September 12, 2018 / Leave a Comment
When it comes to authentic Mexican cuisine, refried beans are an undeniable staple. A favorite in any food-loving kitchen, refried beans are actually not “twice fried”, but in fact are titled for their original name, “frijoles refritos”, translating to “well-fried”.
Refried beans are always delicious with anything from burritos and fajitas, to simply topping the beans off with an extra sprinkle of cheese and eating them by themselves. While in the Yucatan peninsula of Mexico, we sampled some excellent examples that we hoped to recreate once we returned home, and did a little research to figure out the best method and recipe for perfect authentic refried beans. This is a great recipe for anyone wanting those classic Mexican foods and flavors!
Pinto beans are the basis for traditional refried beans, and the lighter colored the bean, the better! These lighter colored pinto beans tend to heat and cook faster than the darker, perhaps more aged version. Once you get your dry beans you’ll see the variations and can remove any you don’t want to cook.
Quick Soak your Raw Pinto Beans (and eliminate the possibility of bloat from those beans!)
- Use about 2 ½ cups of dry beans to begin.
- Pick out the best beans from the batch – lighter, non-broken, and toss any impediments like small bits of dirt that may have been packaged.
- Using the appropriate sized pot, cover the pinto beans with water (up to a few inches) and bring it to a rolling boil.
- Use the pot cover to seal in the heat for 3 minutes.
- Take the pot off the burner and let stand aside for around 60 minutes.
- Drain the water from the pot in preparation for cooking.
This is the quickest method, the alternative being to soak the beans overnight. Either is effective, but if you’re hungry for some authentic Mexican cuisine, faster is better!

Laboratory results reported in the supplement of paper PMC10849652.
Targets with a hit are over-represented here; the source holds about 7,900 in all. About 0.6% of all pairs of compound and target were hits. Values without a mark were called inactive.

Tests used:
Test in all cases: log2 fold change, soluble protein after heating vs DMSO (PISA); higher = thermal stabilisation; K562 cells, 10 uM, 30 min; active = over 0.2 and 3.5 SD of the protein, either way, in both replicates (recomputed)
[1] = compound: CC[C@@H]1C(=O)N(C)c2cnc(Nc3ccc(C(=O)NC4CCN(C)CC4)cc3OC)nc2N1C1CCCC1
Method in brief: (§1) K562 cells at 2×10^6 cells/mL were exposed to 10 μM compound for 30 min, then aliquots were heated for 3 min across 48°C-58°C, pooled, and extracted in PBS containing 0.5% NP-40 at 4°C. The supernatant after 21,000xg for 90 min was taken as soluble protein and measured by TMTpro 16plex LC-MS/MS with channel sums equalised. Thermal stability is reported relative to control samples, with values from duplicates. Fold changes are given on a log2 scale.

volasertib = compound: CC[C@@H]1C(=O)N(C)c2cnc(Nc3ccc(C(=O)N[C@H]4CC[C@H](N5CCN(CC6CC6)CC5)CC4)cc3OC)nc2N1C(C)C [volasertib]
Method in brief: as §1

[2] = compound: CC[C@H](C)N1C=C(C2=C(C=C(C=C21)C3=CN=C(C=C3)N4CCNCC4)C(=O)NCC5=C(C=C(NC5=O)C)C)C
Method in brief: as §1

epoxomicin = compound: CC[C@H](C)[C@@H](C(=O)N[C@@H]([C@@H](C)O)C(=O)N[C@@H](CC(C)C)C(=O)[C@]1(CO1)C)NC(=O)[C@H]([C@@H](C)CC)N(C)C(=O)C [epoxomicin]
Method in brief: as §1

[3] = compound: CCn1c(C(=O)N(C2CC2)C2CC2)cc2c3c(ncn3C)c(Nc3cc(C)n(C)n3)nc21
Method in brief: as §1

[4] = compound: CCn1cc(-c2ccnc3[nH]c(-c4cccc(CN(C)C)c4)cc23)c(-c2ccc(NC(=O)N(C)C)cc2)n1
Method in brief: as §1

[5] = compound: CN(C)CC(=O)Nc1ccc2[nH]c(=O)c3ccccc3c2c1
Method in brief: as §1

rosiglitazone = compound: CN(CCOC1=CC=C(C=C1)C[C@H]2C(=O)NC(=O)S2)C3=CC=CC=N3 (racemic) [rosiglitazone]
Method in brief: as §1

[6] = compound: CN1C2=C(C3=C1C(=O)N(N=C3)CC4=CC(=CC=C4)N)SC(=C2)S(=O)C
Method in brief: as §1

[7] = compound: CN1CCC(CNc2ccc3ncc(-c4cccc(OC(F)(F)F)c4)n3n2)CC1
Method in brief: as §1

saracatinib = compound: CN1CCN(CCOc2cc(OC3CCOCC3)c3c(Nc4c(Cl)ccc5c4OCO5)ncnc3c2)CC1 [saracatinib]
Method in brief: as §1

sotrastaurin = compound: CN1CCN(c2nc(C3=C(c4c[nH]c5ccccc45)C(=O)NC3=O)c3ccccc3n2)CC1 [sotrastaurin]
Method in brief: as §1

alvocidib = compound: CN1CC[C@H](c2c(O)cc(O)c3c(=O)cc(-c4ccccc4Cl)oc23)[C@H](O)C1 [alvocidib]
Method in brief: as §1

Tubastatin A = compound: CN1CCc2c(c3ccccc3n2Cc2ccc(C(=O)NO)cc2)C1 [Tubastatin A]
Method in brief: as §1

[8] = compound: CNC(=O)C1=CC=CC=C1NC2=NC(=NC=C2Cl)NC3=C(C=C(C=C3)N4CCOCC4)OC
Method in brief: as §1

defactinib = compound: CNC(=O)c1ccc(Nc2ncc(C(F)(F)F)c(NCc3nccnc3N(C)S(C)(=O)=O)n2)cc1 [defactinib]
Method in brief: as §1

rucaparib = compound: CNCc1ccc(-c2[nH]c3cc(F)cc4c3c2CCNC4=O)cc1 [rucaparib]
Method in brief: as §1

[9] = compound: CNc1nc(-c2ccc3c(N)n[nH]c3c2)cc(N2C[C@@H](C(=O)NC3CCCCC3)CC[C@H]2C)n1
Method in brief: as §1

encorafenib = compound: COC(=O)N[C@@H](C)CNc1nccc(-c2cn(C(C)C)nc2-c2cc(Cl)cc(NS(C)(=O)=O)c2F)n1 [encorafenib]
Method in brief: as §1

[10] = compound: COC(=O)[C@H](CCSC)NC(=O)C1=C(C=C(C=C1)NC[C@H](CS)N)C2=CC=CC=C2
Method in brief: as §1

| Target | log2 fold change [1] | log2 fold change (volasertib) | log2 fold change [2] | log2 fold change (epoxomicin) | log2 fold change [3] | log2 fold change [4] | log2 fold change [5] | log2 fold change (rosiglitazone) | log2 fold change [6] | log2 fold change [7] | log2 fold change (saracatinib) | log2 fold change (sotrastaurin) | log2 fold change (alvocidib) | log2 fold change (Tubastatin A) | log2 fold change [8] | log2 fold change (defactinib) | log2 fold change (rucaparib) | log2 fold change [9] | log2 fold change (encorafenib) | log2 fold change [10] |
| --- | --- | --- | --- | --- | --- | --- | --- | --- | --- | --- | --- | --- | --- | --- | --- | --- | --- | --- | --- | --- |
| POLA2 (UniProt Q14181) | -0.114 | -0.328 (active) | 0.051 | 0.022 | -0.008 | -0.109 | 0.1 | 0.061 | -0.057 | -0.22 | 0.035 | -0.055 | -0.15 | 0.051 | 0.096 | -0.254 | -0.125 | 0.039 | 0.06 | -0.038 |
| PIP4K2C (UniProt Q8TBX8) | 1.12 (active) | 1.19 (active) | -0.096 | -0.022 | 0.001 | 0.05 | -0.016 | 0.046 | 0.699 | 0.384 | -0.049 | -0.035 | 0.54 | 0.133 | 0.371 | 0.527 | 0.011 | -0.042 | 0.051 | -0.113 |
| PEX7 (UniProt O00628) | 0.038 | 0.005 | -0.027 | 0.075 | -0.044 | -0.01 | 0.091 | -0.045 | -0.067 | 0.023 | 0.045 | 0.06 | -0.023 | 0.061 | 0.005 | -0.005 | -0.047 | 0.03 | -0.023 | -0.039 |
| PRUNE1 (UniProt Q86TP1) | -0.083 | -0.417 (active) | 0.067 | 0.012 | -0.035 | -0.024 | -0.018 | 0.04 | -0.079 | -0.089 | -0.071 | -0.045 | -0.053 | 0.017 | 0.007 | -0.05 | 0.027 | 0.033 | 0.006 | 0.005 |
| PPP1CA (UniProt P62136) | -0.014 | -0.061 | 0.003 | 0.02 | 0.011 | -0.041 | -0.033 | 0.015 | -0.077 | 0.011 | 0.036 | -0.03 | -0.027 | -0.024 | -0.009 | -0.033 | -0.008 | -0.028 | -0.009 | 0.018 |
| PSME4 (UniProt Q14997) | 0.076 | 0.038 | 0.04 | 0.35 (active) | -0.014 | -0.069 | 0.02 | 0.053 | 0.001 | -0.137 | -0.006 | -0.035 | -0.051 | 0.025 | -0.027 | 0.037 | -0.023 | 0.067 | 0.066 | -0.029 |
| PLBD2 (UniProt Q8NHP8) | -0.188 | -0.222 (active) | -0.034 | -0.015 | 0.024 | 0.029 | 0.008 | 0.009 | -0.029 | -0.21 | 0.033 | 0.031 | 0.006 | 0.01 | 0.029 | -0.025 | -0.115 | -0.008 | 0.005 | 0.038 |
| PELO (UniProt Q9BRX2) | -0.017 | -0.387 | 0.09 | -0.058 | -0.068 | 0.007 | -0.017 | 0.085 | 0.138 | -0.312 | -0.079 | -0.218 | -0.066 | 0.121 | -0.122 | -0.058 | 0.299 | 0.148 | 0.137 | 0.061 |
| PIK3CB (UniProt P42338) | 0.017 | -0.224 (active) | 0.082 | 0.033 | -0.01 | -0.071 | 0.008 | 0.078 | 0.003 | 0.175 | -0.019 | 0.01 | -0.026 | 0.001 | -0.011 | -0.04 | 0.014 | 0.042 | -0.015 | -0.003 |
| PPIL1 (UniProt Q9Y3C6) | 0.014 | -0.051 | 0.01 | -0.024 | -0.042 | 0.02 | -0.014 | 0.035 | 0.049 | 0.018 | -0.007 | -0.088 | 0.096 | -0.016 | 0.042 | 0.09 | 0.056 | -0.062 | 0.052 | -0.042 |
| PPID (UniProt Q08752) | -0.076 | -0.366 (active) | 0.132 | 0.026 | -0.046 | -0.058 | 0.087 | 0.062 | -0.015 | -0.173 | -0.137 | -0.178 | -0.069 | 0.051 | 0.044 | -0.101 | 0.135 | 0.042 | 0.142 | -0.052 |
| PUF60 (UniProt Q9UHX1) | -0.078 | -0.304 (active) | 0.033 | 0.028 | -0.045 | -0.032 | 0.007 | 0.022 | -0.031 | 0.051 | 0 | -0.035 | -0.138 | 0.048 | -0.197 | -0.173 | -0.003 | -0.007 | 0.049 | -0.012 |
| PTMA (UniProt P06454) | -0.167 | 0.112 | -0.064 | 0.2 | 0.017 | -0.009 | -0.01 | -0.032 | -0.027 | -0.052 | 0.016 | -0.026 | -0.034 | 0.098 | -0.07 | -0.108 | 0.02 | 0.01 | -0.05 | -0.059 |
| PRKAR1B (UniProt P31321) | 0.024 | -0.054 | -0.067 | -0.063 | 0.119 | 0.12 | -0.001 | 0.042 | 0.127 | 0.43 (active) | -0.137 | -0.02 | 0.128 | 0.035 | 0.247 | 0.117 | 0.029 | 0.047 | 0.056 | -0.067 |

After a Quick Soak, these Pinto Beans are Ready to Cook!
In a large pot, cover the beans with about three inches of water, add a teaspoon of salt, mix, and bring to a boil. After the water begins to boil rapidly, lower the heat so that the beans are simmering, cover, and cook for about 2.5 hours. The pinto beans are finished cooking when soft and the skin begins to break open.
Strain the water into a separate bowl (you may have to use it later!) and get ready to “re-fry” them to perfection!
Preferably using a cast iron skillet, slowly heat up about ¼ cup of vegetable oil in the pan. Bring the oil to a medium to high heat without burning it. If it burns, go ahead and start this step over at a lower heat and keep a watch on the pan.
Once the oil is hot, take if off the heat and set aside for a minute before adding your cooked beans. Since the beans still have moisture, they might react with the hot oil if immediately placed in the pan.
After the oiled skillet has cooled, add the beans and enough of the reserved bean juice to make sure they’re not dry to the pan. Put the pan back on the burner, set to medium heat, and make sure to stir so they don’t begin to stick or burn.
You’ll begin to see the fruits of your labor now – the refried beans begin to get that creamy consistency you’re looking for! Now, to get that authentic refried bean recipe result, use a fork or spatula to mash half of those beans, and then continue to mix them all up in the skillet as it continues to cook on a low to medium heat.
Now its Time for the Extra Flavor!
The beans are ready for finishing touches! Pick your favorite shredded cheese – preferably a Colby/Monterrey blend – and add about 1/2 to 1/3 of a cup depending on taste. Keep on mixing as the cheese melts and infuses into the creamy, cooked beans! Turn off that burner… it’s time to enjoy these authentic refried beans for yourself!
Quick Tip: Don’t be afraid to enhance your dish! Try adding a dash of garlic powder, onion powder, and maybe even a dash of cayenne to the finished product for that extra kick! Add your favorite flavors, mix it well, and pair these tasty beans with your favorite Mexican meal!